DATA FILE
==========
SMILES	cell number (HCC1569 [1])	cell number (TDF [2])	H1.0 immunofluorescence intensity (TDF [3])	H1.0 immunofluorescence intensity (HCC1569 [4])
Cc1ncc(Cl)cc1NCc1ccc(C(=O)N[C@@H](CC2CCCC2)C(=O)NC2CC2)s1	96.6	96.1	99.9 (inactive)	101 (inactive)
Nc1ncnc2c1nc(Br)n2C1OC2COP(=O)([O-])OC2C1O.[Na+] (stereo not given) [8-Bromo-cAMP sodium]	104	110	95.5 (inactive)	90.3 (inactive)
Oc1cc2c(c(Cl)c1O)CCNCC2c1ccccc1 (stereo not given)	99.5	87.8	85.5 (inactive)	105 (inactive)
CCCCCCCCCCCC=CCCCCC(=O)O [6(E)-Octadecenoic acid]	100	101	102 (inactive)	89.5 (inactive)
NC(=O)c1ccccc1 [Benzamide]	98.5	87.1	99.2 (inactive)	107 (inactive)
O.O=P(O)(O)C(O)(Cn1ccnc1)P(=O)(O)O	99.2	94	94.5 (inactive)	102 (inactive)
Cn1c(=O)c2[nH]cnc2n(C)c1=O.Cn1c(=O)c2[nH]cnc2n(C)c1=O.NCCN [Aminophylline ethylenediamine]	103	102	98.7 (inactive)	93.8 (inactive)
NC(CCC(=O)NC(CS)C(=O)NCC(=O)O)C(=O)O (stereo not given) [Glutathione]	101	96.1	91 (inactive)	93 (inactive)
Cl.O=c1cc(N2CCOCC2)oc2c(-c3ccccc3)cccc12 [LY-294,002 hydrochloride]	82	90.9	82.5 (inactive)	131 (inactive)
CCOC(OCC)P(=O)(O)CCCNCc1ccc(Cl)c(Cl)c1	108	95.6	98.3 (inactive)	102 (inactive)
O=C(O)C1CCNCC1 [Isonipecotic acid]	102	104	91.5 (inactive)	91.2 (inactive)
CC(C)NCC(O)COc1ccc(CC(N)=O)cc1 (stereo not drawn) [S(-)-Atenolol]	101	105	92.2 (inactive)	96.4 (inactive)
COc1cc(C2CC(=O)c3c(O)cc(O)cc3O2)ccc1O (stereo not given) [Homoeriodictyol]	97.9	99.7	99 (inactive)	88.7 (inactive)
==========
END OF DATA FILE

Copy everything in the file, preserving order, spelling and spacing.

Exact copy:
SMILES	cell number (HCC1569 [1])	cell number (TDF [2])	H1.0 immunofluorescence intensity (TDF [3])	H1.0 immunofluorescence intensity (HCC1569 [4])
Cc1ncc(Cl)cc1NCc1ccc(C(=O)N[C@@H](CC2CCCC2)C(=O)NC2CC2)s1	96.6	96.1	99.9 (inactive)	101 (inactive)
Nc1ncnc2c1nc(Br)n2C1OC2COP(=O)([O-])OC2C1O.[Na+] (stereo not given) [8-Bromo-cAMP sodium]	104	110	95.5 (inactive)	90.3 (inactive)
Oc1cc2c(c(Cl)c1O)CCNCC2c1ccccc1 (stereo not given)	99.5	87.8	85.5 (inactive)	105 (inactive)
CCCCCCCCCCCC=CCCCCC(=O)O [6(E)-Octadecenoic acid]	100	101	102 (inactive)	89.5 (inactive)
NC(=O)c1ccccc1 [Benzamide]	98.5	87.1	99.2 (inactive)	107 (inactive)
O.O=P(O)(O)C(O)(Cn1ccnc1)P(=O)(O)O	99.2	94	94.5 (inactive)	102 (inactive)
Cn1c(=O)c2[nH]cnc2n(C)c1=O.Cn1c(=O)c2[nH]cnc2n(C)c1=O.NCCN [Aminophylline ethylenediamine]	103	102	98.7 (inactive)	93.8 (inactive)
NC(CCC(=O)NC(CS)C(=O)NCC(=O)O)C(=O)O (stereo not given) [Glutathione]	101	96.1	91 (inactive)	93 (inactive)
Cl.O=c1cc(N2CCOCC2)oc2c(-c3ccccc3)cccc12 [LY-294,002 hydrochloride]	82	90.9	82.5 (inactive)	131 (inactive)
CCOC(OCC)P(=O)(O)CCCNCc1ccc(Cl)c(Cl)c1	108	95.6	98.3 (inactive)	102 (inactive)
O=C(O)C1CCNCC1 [Isonipecotic acid]	102	104	91.5 (inactive)	91.2 (inactive)
CC(C)NCC(O)COc1ccc(CC(N)=O)cc1 (stereo not drawn) [S(-)-Atenolol]	101	105	92.2 (inactive)	96.4 (inactive)
COc1cc(C2CC(=O)c3c(O)cc(O)cc3O2)ccc1O (stereo not given) [Homoeriodictyol]	97.9	99.7	99 (inactive)	88.7 (inactive)